Top Three Ways to Protect Your Retirement Assets in Divorce

Share ThisShare on FacebookShare on Google+Share on LinkedInTweet about this on TwitterEmail this to someone

During a divorce, retirement funds such as 401(k) accounts, IRAs and pensions are divisible between both parties. Divorce Planning of Austin assists clients to help them get the most from the retirement savings earned during the marriage.

1.     Each retirement account has a different requirement for legal division.  By engaging each plan’s administrator, we help our clients analyze their options for division and payout based on their retirement plans and financial goals.

While the division of marital property generally is governed by state domestic relations law, any assignments of retirement interests must also comply with Federal law, namely the Employee Retirement Income Security Act of 1974 (ERISA) and the Internal Revenue Code of 1986 (the Code).

Your retirement plan may require that your attorney draft a Qualified Domestic Relations Order (QDRO or “Quadro”) to divide the assets.  If so, a QDRO needs to be completed before the final decree is signed.  The QDRO outlines every detail of the split so the account administrator can complete the transaction accurately.

QDRO legal drafting may be specific to the plan.  You should consult an attorney or QDRO specialist before proceeding with the division of retirement benefits since the your plan’s required QDRO wording may be different from standard.

Other retirement plans such as traditional IRAs or Roth IRAs may only require a signature guarantee from the owner of the account and a copy of the divorce decree in order to divide the account.  Please consult your attorney or the plan administrator to determine what is required for division to take place.

Be aware that employees with 401ks may be able to borrow from them.  The loan may not be so obvious from the 401k statement, complicating the division of these accounts.  Divorce Planning of Austin can help you to analyze your alternatives.

2.     Each retirement account has different tax consequences for withdrawal and early withdrawal penalties.  Most retirement accounts have penalties for withdrawal before age 59.5. Employer sponsored plan’s like 401ks for example can be withdrawn by the alternate payee pursuant to divorce without early withdrawal penalties (10%) but ordinary income taxes will still need to be paid. For a spouse with little or no income in the first years of divorce, this can be a source of liquidity to support his or her lifestyle.  However, the tradeoff is less money for retirement.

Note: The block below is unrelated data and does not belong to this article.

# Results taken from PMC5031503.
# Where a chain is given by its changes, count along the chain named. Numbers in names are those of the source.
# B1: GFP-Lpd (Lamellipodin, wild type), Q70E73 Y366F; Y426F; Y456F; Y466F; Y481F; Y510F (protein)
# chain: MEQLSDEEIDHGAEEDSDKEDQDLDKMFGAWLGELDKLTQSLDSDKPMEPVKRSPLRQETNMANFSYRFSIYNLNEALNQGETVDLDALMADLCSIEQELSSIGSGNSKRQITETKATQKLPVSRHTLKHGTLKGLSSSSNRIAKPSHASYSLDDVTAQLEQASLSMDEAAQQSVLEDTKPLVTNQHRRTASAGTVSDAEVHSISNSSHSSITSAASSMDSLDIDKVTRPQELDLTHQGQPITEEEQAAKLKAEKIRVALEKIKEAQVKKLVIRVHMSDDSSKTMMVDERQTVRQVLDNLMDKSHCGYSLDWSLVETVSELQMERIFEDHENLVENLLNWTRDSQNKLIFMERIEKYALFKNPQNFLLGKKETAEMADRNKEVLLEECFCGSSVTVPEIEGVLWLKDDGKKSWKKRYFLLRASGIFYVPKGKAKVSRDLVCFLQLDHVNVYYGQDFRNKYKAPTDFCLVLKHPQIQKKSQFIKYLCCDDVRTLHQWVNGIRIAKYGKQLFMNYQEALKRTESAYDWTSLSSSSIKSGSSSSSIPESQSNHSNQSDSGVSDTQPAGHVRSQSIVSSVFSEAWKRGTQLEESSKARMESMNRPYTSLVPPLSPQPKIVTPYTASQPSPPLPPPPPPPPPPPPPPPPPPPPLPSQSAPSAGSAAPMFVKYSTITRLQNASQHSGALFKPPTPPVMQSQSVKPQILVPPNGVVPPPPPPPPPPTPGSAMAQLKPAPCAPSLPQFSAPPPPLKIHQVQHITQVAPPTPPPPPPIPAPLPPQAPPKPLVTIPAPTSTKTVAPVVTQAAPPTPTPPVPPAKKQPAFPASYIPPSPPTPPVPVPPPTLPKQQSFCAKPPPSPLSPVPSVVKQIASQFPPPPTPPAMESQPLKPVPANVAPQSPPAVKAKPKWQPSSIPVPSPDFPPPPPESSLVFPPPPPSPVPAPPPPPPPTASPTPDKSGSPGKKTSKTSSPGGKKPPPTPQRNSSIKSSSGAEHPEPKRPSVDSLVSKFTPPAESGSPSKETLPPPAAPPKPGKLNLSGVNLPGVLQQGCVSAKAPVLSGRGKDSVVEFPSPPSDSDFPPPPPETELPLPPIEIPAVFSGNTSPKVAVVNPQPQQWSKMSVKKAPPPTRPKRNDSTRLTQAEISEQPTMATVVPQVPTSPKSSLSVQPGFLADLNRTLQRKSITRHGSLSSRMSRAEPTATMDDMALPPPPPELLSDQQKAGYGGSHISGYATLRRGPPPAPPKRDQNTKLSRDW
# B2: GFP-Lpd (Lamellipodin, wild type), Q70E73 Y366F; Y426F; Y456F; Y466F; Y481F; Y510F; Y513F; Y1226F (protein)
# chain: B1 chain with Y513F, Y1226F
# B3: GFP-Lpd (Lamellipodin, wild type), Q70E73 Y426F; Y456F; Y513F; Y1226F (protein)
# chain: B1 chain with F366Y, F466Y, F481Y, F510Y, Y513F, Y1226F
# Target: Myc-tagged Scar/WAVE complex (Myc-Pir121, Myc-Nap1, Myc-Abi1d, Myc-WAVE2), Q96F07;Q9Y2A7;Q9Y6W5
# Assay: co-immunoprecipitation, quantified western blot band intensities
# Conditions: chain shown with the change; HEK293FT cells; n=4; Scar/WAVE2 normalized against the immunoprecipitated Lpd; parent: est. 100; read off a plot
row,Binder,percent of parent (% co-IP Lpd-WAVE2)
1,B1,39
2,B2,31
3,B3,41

3.     Retirement assets are only one part of a family’s total financial picture.  Divorce Planning of Austin ranks our clients assets in terms of liquidity and tax consequences to help match the division to the clients’ financial goals and priorities.  For example, the proceeds from the sale of a home (after the realtor is paid) generally is not taxed unless there is a very large gain on the sale.  And these proceeds are available to divorcing clients before age 59.5.  Thus home sale proceed nearly always rank high on the list of desirable assets for most of our clients.  Traditional IRAs, on the other hand, rank low because they cannot be withdrawn until age 59.5 and have an ordinary tax associated with withdrawal (and possible penalties if withdrawn after asset division). Brokerage and investment accounts generally rank in-between home sale proceeds and traditional IRAs because they are available for withdrawal and only taxed on the gains in the account.

Divorce Planning of Austin can help you analyze your financial needs as you transition away from married life.  We help you to project your cash flow for the years after your divorce, analyze your strategy for retirement saving and more. Talk to us. We can help.

Divorce Planning of Austin does not provide legal or tax advice. Please consult the appropriate professional regarding your specific circumstances.

Divorce Planning of Austin will work with your attorney and tax professional  to help you make better financial decisions during your divorce.

Share ThisShare on FacebookShare on Google+Share on LinkedInTweet about this on TwitterEmail this to someone